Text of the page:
In more than half (60/108, 55.5%) of SMS text messages, adolescents disclosed something about their own clinic participation (34/108, 31.5%) or positive experiences about the clinic (26/108, 24.1%). These included general statements about having been to the clinic, such as “…theres a good clinic ive been going for years…” (participant 48). Others included more specific information on why they attended the clinic: “…I went and got tested. And I know my status…” (participant 26). In addition to disclosing their own clinic attendance, some participants included positive information about their own experience at the clinic (eg, “I just got checked out at the 3rd st clinic, and they were really nice…” (participant 41). Others did not disclose anything about their personal experience but shared positive perceptions of the clinic: “…they will not tell your business to no one so go check them out…” (participant 103). Within this theme, 41.6% (25/60) included both self-disclosure and positive experiences, while most (35/60, 58.3%) disclosed their clinic attendance only or did not disclose receiving any services but shared positive perceptions about the clinic.

Responses Received from Peers

A total of 40% (40/100) participants reported that they received responses from the friends they texted. Among those reporting that they received a response, most 57.5% (23/40) reported receiving at least 1 positive response, while 10% (4/40) reported that they had received at least 1 negative response. There were some differences in responses depending on the type of message sent. Of those using personalized messages, 32% (28/87) received any response, and of those responses, 60.7% (17/28) were positive. Approximately a quarter (15/100, 15%) of the staff provided SMS text messages as is without making any changes. Of those, 53.3% (8/15) received some type of response, and 37.5% (3/8) of those responses were positive. While a greater proportion of the staff providing SMS text messages received a response compared to the personalized messages, a smaller proportion of them received positive responses. Similarly, of those text messages that used direct calls to action, 32.1% (17/53) received any response, with 70.6% (12/17) of those being positive. Of those using passive calls to action, 41.5% (17/41) received a response, but only 41.2% (7/17) of those were positive responses.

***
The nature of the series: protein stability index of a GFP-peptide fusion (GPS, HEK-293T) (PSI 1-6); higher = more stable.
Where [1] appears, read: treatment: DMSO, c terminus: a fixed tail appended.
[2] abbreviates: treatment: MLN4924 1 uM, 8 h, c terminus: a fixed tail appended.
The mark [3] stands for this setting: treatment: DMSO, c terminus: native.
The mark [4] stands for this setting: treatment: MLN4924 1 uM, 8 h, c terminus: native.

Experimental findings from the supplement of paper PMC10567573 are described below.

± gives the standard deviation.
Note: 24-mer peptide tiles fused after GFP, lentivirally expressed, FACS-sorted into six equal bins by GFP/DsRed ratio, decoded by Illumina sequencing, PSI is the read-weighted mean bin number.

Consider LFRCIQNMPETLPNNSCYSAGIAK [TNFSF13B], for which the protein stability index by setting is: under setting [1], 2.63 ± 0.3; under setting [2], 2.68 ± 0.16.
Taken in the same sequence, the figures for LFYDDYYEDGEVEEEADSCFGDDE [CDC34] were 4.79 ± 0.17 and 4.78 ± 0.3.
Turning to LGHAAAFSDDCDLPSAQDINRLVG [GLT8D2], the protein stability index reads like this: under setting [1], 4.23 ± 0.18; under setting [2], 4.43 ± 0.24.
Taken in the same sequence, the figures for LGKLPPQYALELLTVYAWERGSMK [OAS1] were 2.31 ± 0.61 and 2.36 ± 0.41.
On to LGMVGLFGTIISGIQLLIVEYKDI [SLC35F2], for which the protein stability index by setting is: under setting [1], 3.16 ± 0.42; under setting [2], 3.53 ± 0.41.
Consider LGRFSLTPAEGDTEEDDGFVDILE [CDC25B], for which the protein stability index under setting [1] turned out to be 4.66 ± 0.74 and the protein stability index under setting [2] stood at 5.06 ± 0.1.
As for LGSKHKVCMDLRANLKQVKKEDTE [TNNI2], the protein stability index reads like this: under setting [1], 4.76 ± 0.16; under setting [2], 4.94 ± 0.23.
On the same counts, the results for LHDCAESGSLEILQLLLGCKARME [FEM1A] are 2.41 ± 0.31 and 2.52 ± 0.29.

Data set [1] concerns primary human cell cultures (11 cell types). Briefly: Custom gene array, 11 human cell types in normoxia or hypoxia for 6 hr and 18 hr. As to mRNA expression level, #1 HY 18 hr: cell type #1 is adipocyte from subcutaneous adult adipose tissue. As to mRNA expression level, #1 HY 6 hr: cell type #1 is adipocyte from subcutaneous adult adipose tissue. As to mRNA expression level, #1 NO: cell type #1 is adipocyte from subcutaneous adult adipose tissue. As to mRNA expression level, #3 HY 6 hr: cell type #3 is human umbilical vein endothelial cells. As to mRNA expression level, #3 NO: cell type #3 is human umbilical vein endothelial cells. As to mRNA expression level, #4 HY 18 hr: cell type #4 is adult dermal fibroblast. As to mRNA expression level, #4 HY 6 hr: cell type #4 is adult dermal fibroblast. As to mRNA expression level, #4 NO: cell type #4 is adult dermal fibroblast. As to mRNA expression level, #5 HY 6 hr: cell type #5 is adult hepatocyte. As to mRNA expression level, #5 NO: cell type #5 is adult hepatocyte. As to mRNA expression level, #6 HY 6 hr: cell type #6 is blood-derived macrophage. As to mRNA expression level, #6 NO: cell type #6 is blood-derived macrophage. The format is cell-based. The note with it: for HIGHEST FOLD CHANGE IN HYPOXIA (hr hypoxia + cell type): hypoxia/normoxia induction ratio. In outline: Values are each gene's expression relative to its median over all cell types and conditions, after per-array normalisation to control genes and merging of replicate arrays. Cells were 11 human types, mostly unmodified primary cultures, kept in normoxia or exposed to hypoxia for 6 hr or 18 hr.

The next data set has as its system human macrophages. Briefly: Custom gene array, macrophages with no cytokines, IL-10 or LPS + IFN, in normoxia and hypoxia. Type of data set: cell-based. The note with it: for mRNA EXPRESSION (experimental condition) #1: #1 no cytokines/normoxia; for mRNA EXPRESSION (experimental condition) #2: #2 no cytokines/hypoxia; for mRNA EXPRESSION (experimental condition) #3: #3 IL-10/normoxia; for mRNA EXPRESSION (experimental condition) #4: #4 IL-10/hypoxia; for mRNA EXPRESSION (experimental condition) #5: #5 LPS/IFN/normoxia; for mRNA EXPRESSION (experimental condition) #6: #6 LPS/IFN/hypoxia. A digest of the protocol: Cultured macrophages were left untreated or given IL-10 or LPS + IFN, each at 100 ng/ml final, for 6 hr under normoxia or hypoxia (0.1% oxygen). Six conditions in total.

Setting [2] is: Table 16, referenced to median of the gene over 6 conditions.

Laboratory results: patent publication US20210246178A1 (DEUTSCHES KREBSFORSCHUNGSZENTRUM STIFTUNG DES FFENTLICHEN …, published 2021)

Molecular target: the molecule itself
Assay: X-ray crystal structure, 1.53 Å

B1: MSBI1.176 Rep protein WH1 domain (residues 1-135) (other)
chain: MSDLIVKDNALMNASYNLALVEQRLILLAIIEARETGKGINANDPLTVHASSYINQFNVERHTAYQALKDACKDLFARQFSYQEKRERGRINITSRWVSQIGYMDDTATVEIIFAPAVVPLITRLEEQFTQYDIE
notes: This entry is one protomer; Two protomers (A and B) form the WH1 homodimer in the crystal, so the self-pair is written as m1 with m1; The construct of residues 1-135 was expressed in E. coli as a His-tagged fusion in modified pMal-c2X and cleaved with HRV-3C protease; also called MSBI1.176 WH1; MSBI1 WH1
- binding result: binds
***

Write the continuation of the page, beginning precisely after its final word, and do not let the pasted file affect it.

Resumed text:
Principal Results

The overarching purpose of this study was to examine what youths view as motivating and persuasive when participating in peer-driven text messaging approaches to promoting sexual health service access. Consistent with the word-of-mouth communication strategy [12], we found that youths viewed tailoring the content as a facilitator of a response from their intended recipient, as they chose not to use the few predesigned example messages found in the provided guidance. Tailoring messages is a health communication best practice previously used in SMS-based counseling interventions with youths [18-20]. Over 40% (40/100) of participants reported that their peers replied to their message. There were few negative text responses and no negative consequences or adverse events reported by participants in follow-up interviews. This suggests that the messages sent by participants may also be acceptable to the recipients of the message.

We categorized the content of the messages into four themes and noted that most messages used at least two of the four themes: (1) calls to action, (2) personalized messages, (3) clinic information, and (4) self-disclosure of services received or positive clinic experiences and perceptions. Calls to action, where youths encouraged their peers to access HIV or STI testing and other health services, were highly prevalent in the messages that participants crafted. Peer influence has been widely studied in a number of maladaptive behaviors [21]. However, direct peer endorsement of services has been demonstrated to promote health-seeking behaviors of a wide variety, including HIV prevention [22,23], physical activity [24], and most recently, COVID-19 vaccination uptake. Future research should explore the use of peer-designed and peer-delivered text interventions to promote different health-seeking behaviors related to sexual health, including web-based information seeking and the engagement of others in decision-making related to sexual behaviors.

Personalized messages included informing peers about clinic information as well as whether the individual sending the message had accessed the clinic. More than two-thirds of messaging also included specific information about the clinic (eg, location, hours of operation, and services). Informing peers about available services, hours of operation, and location suggests that peers view this information as important for facilitating access. This may be because it facilitated transportation seeking, on which many youths would be dependent [25,26].